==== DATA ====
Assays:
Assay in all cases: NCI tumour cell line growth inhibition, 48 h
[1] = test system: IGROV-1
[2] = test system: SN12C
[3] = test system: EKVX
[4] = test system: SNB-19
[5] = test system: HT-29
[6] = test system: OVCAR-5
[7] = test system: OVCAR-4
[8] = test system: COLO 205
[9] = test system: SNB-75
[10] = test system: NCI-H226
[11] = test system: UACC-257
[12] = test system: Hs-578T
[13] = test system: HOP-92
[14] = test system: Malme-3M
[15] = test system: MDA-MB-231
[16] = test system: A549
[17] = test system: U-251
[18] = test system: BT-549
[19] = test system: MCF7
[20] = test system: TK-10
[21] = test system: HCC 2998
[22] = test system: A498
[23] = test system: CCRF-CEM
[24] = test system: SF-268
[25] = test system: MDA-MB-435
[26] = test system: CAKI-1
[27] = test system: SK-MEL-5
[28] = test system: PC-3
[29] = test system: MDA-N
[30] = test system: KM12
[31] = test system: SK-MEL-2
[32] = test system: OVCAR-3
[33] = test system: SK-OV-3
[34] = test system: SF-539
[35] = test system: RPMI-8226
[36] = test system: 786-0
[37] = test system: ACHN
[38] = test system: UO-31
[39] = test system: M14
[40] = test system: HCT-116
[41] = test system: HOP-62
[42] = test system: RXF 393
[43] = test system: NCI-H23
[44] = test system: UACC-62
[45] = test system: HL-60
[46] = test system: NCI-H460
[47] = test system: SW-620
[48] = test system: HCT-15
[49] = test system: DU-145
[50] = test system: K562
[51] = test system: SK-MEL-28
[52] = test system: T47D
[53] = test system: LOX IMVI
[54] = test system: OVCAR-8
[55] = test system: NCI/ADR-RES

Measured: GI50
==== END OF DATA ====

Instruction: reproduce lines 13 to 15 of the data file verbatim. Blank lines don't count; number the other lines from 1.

[11] = test system: UACC-257
[12] = test system: Hs-578T
[13] = test system: HOP-92